Friday, May 20, 2011

Bereft in Chaos

I never thought Lars von Trier would cause me to laugh hysterically. Though I guess it's actually the board at Cannes that's making me laugh for expelling von Trier from the festival for these comments (they come after the clips of his new film Melancholia);

What a bunch of oversensitive dimwits running Cannes. I guess attempting to joke in English is dangerous when it's not your first language, but I think it's pretty clear he's being absurd.

Anyway, apparently this is somehow tangentially related to his extensive use of Wagner in his new film. Which would be the latest in a long line of movie soundtracks to take good advantage of Wagner, from directly using his work, as in the case of Excalibur, to soundtracks that reference bits of his Ring cycle like the Willow soundtrack and, of course, Vertigo.

I watched Götterdämmerung a few days ago and I was surprised when I caught very distinctly bits reminiscent of the scene in Vertigo where Scottie embraces Judy after he's forced her to dress as Madeleine. It makes sense, as Götterdämmerung largely revolves around the male lead, Siegfried, deceiving Brunnhilde, his wife, by disguising himself as another man. The male and female roles are almost reversed, except Brunnhilde doesn't force him to dress as Gunther afterward. Though she does desire to take revenge, calling on Wotan to do so at the same time Hagen calls on the powers of the Nibelung to kill Siegfried and take back the ring. So all the powers of good and evil are set against Siegfried, the consummately innocent kid from the previous opera.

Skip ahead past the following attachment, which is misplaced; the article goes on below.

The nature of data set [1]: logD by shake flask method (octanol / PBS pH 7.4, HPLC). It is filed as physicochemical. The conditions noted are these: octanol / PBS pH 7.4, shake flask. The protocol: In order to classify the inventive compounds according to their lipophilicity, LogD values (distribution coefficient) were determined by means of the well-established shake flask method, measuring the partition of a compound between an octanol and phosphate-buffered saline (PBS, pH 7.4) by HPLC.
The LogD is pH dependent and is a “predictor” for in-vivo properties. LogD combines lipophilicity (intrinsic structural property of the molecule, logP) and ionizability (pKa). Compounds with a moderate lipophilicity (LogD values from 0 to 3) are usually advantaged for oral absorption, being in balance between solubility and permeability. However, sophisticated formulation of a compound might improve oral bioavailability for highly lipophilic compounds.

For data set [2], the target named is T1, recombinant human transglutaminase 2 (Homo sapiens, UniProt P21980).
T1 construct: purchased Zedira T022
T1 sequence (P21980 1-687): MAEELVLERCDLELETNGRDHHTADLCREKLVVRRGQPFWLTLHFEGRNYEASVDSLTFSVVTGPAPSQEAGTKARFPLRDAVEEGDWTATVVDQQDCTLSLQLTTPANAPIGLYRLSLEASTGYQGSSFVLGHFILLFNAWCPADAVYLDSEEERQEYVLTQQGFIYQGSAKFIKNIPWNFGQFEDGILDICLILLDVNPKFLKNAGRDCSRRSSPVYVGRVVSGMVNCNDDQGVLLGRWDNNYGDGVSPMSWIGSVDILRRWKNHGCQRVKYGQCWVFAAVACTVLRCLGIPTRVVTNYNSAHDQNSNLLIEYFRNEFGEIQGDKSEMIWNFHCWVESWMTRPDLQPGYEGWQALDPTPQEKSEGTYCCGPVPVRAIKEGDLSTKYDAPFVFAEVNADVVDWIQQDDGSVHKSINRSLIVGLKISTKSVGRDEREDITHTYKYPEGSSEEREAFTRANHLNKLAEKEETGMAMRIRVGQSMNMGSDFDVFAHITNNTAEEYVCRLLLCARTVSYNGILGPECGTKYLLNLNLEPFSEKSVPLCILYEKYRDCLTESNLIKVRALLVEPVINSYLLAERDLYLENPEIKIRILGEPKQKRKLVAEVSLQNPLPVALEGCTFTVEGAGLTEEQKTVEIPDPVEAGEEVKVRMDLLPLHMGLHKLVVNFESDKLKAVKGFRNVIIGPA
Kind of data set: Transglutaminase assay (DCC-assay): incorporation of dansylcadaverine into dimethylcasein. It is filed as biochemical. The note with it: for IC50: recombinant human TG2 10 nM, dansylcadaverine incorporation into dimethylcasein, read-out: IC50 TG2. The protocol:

Well, not so innocent, since he apparently raped Brunnhilde in the guise of Gunther. It's an interesting question, actually, what the rape means. If one considers the way people thought of sex in the time Wagner wrote his operas, Siegfried having sex with his own wife may not have been considered rape. Yet Siegfried doesn't know it's his wife when he's deceiving her because his memory has been temporarily wiped, and it does feel like Siegfried deserved the wrath of heaven.

Siegfried still seems like a kid, and it's questionable whether or not he has the emotional maturity to understand when taking his own pleasure is harmful to someone else. He'd never even seen a woman before Brunnhilde, having grown up with only a dwarf who'd raised him just for his own selfish ends.

Mainly, the point of Götterdämmerung seems to be that the world exists in a moral chaos without the gods around. It's the breaking of Wotan's spear, and the bad circumstances of the wolf son's birth that conspire to create an evil existence. Which is not to say Siegfried's not responsible for his actions. He kind of reminds me of Lenny from Of Mice and Men.

It's interesting how Hagen becomes a sort of replacement Wotan--carrying around a spear to witness oaths as Wotan had done, and kind of abruptly holding up two dead ravens as a sign to Siegfried that he deserves his punishment. And yet, of course, Hagen was an accessory to Siegfried's crimes.

The funeral music, the section that plays after Siegfried dies, is one of the best bits of music ever written in my opinion. It comes right after the mortally wounded Siegfried has been singing of Brunnhilde, having just drunk a potion that restored his memory. The contrast between the two songs emphasises how death is so much bigger and stranger than Siegfried's crimes and virtues. No wonder Lars von Trier likes it.

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